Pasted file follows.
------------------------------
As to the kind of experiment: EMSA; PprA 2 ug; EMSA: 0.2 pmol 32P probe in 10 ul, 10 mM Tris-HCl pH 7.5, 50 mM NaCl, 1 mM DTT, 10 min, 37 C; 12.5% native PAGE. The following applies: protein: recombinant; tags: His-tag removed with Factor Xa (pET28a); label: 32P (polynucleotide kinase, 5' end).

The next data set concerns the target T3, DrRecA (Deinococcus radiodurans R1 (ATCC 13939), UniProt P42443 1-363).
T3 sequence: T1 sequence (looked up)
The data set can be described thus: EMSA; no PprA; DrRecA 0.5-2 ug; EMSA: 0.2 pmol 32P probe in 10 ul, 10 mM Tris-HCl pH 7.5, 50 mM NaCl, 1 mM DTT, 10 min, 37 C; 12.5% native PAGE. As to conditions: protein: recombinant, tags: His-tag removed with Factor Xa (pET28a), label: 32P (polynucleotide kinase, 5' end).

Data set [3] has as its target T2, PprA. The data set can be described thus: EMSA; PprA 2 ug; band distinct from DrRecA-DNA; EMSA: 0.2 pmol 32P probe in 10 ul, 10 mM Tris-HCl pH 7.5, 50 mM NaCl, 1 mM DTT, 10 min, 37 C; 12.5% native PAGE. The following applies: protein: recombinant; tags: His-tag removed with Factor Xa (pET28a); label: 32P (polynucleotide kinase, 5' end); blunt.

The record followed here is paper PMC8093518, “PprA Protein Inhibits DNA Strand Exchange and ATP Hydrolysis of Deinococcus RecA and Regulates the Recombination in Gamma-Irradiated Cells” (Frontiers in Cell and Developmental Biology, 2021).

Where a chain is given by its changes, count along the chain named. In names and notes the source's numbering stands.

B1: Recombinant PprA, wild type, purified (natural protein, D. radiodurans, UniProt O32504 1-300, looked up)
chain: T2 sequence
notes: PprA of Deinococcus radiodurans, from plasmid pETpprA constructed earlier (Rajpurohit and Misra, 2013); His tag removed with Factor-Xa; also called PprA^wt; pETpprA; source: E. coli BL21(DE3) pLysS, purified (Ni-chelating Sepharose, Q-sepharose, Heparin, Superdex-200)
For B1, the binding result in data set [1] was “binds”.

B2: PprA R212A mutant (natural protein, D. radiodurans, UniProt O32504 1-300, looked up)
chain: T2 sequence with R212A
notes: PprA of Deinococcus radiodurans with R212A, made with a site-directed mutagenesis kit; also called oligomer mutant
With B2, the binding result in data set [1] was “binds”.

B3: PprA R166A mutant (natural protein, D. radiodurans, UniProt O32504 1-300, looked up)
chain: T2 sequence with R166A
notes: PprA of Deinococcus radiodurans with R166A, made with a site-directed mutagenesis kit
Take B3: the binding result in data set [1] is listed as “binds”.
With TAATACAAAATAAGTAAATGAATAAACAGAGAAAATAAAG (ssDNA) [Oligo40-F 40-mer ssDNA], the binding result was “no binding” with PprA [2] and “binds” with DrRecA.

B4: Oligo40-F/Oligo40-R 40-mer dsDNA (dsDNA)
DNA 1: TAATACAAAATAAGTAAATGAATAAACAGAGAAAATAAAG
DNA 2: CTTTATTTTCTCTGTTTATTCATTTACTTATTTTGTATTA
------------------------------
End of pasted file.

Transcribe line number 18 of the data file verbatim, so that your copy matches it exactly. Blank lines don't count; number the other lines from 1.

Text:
notes: PprA of Deinococcus radiodurans with R166A, made with a site-directed mutagenesis kit